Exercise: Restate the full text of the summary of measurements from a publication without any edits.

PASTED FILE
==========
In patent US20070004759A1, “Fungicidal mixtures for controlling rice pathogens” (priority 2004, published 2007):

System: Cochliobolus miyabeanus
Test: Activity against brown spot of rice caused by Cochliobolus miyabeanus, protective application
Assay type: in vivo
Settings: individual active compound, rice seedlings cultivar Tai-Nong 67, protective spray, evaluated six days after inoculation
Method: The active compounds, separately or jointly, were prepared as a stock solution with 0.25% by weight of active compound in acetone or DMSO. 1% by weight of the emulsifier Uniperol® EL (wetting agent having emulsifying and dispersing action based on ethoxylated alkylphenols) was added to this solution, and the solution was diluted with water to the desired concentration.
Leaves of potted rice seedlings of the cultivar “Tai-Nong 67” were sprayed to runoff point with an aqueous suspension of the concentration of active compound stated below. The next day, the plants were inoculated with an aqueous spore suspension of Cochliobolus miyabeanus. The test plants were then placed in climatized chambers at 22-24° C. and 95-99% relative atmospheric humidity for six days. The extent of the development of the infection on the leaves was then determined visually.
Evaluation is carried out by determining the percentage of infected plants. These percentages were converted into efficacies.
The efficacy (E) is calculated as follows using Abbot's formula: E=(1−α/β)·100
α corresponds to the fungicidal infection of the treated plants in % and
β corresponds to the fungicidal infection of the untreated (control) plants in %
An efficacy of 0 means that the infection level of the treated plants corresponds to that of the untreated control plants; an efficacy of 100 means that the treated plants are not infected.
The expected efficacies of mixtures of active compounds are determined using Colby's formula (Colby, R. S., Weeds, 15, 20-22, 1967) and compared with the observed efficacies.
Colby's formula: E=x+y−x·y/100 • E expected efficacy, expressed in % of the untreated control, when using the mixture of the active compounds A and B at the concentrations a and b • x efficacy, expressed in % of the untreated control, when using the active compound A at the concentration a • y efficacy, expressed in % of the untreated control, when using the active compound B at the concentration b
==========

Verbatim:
In patent US20070004759A1, “Fungicidal mixtures for controlling rice pathogens” (priority 2004, published 2007):

System: Cochliobolus miyabeanus
Test: Activity against brown spot of rice caused by Cochliobolus miyabeanus, protective application
Assay type: in vivo
Settings: individual active compound, rice seedlings cultivar Tai-Nong 67, protective spray, evaluated six days after inoculation
Method: The active compounds, separately or jointly, were prepared as a stock solution with 0.25% by weight of active compound in acetone or DMSO. 1% by weight of the emulsifier Uniperol® EL (wetting agent having emulsifying and dispersing action based on ethoxylated alkylphenols) was added to this solution, and the solution was diluted with water to the desired concentration.
Leaves of potted rice seedlings of the cultivar “Tai-Nong 67” were sprayed to runoff point with an aqueous suspension of the concentration of active compound stated below. The next day, the plants were inoculated with an aqueous spore suspension of Cochliobolus miyabeanus. The test plants were then placed in climatized chambers at 22-24° C. and 95-99% relative atmospheric humidity for six days. The extent of the development of the infection on the leaves was then determined visually.
Evaluation is carried out by determining the percentage of infected plants. These percentages were converted into efficacies.
The efficacy (E) is calculated as follows using Abbot's formula: E=(1−α/β)·100
α corresponds to the fungicidal infection of the treated plants in % and
β corresponds to the fungicidal infection of the untreated (control) plants in %
An efficacy of 0 means that the infection level of the treated plants corresponds to that of the untreated control plants; an efficacy of 100 means that the treated plants are not infected.
The expected efficacies of mixtures of active compounds are determined using Colby's formula (Colby, R. S., Weeds, 15, 20-22, 1967) and compared with the observed efficacies.
Colby's formula: E=x+y−x·y/100 • E expected efficacy, expressed in % of the untreated control, when using the mixture of the active compounds A and B at the concentrations a and b • x efficacy, expressed in % of the untreated control, when using the active compound A at the concentration a • y efficacy, expressed in % of the untreated control, when using the active compound B at the concentration b